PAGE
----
By: Olle ten Cate (@olletencate)
Berent Prakken, MD, PhD at UMC Utrecht’s Vice Dean for Education, to whom I report, has remained clinically active as a pediatric immunologist for one specialized clinic every two weeks, besides managing a huge organization with thousands of students and faculty. Since COVID, our meetings happen over videocalls and dinners, and we share our visions about the practice and purpose of education and health care. Unsurprisingly, we recently discussed trust of patients in doctors and of supervisors in trainees. Being a highly respected clinician, he revealed to me how he discusses occasional insecurities about courses of action with his patients. He developed the habit to suggest to the patient “We have some options and I’m not sure what to advise. Do you mind if I consult junior colleagues what to do?” and patients always agree. So he does, and senior residents and younger staff share their thoughts with him. That provides valuable information, for his own clinical knowledge and for patient management options, but also information about junior colleagues and residents. Some of them come with clever, thoughtful responses, others may less so. But they do not feel tested; they feel consulted. The situation is a mixture of peer teaching and collaboration, for the sake of health care, education and assessment.
This case illustrates the different purposes questioning can have in education and health care. Teachers and senior clinicians asking questions to juniors or trainees often do this to test them; not so much because the senior needs answers to supplement their own knowledge. Juniors and trainees asking questions to seniors might serve their need for content knowledge, but may also implicitly serve the purpose to reveal knowledge or at least to impress as being clever (‘boy, is that a clever question!’), especially within a group (a classroom, a conference session). But roles and purposes may be reversed! Seniors can also humbly ask questions.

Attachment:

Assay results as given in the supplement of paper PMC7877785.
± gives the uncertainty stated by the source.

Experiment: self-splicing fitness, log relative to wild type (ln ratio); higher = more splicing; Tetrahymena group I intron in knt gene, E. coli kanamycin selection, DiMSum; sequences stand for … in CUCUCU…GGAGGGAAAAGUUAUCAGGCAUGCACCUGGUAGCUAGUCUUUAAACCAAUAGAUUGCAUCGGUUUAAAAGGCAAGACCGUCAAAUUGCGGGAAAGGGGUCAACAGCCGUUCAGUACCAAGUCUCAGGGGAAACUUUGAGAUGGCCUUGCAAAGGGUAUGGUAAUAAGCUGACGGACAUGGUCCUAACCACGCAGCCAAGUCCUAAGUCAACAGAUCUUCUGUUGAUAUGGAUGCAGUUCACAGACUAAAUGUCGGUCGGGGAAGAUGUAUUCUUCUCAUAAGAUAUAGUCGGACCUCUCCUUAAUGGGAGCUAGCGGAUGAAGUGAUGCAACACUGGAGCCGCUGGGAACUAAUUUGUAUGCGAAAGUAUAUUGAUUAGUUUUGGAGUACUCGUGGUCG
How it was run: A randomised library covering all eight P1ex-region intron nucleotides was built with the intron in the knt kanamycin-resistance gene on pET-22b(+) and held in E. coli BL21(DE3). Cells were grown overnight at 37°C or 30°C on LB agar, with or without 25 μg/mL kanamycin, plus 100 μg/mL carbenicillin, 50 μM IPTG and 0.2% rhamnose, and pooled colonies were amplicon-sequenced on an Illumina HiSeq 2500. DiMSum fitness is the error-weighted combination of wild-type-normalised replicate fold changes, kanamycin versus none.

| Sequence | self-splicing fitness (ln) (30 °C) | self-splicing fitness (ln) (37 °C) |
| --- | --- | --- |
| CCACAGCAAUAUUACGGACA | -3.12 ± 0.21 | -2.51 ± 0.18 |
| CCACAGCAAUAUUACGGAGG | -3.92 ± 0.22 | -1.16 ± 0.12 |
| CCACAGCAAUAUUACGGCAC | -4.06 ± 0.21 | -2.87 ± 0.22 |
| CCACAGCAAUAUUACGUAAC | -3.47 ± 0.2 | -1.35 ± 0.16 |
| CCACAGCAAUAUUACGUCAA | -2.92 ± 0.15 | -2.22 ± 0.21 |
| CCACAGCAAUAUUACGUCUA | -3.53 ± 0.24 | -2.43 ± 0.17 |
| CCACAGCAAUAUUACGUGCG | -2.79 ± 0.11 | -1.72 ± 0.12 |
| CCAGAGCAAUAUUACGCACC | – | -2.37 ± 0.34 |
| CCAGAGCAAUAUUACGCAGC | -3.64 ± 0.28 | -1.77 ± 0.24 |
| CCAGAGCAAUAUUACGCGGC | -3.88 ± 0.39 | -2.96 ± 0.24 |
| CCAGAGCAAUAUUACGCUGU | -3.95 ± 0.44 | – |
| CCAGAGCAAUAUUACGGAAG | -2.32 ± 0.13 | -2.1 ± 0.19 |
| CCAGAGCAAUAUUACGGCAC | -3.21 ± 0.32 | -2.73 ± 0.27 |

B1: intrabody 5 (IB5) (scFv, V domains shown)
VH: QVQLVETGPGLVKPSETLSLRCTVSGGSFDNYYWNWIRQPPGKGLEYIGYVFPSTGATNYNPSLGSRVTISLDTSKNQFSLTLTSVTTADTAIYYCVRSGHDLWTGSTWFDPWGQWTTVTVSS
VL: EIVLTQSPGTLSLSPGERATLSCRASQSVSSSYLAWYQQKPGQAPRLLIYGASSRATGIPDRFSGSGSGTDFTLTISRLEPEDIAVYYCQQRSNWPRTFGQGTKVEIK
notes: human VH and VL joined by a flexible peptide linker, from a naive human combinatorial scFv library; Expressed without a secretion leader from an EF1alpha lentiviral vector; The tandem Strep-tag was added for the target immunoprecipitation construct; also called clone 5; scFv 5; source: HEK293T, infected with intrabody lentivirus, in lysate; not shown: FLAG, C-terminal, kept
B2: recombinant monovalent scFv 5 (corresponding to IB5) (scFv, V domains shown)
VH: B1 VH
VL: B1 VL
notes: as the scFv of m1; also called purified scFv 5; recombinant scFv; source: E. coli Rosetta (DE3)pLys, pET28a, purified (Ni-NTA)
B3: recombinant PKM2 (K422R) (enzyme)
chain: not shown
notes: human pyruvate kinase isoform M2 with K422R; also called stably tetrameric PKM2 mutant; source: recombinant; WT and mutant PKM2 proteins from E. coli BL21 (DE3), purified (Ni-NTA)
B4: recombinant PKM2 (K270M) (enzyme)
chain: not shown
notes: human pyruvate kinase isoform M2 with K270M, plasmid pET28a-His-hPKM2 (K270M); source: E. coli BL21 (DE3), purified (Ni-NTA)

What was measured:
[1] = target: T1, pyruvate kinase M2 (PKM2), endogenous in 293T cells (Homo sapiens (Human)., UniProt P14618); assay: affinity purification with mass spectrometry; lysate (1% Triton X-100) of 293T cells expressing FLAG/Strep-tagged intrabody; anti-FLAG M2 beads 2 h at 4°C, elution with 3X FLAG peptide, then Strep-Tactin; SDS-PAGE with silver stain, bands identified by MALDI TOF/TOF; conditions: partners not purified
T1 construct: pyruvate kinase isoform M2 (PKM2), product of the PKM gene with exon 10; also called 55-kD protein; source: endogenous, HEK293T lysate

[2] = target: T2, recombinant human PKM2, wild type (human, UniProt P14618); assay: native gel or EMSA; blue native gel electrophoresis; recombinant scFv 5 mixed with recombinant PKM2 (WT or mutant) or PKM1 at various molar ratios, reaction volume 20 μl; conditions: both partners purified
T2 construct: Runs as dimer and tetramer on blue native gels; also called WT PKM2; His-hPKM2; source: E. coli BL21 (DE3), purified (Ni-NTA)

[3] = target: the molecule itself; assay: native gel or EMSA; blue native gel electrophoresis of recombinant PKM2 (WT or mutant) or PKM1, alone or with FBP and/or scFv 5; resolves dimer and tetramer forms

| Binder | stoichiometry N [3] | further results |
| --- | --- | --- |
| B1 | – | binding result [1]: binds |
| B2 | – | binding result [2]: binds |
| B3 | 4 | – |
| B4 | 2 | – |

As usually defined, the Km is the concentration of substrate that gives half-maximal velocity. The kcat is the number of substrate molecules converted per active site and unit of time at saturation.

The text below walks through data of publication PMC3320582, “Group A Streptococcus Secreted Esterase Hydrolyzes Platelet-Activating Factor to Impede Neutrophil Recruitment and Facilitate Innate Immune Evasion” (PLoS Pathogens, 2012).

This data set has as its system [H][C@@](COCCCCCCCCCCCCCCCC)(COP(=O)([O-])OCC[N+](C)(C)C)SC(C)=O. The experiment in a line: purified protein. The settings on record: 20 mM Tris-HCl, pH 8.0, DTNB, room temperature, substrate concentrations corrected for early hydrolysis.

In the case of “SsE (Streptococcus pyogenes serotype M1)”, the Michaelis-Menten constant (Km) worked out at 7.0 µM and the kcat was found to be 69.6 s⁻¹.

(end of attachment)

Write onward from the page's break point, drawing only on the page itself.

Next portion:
When patients ask their doctor a question, the answer may sometimes be ‘I don’t know’, to reflect a personal lack of knowledge (the more junior, the more is there a need to learn), or it may be ‘We don’t know’, reflecting the limits of science1. In some cases, you may not be able to distinguish! Here is where peer consultation is useful.
In the example, a senior, being unsure what to advise a patient, seeks consultation among junior colleagues. In our conversation, I checked how patients usually react when he suggests consulting juniors. Would they worry about their doctors capabilities? No. They always seem to appreciate this strategy of consultation; it seems, in contrast, rather to add to their trust in the doctor.
I would call this functional humility, born from a willingness to ask for help, ignoring hierarchies, not coinciding with any embarrassment to reveal ignorance, nor to an attitude of showing-off cleverness. Humility includes the willingness to ask for help, openness to feedback2, from any credible source, be this supervisors, peers, inter-professional colleagues, and some cases, juniors and trainees.
About the author: Olle ten cate, PhD, is an Emeritus Profesor (AS Of October 2023) of Medical Education at University Medical Center Utrecht, the Netherlands
- Gruppen LD. Humility and respect: Core values in medical education. Med Educ. 2014;48(1):53–8.
- ten Cate O, Chen HC. The ingredients of a rich entrustment decision. Med Teach. 2020;42(12):1413–20.
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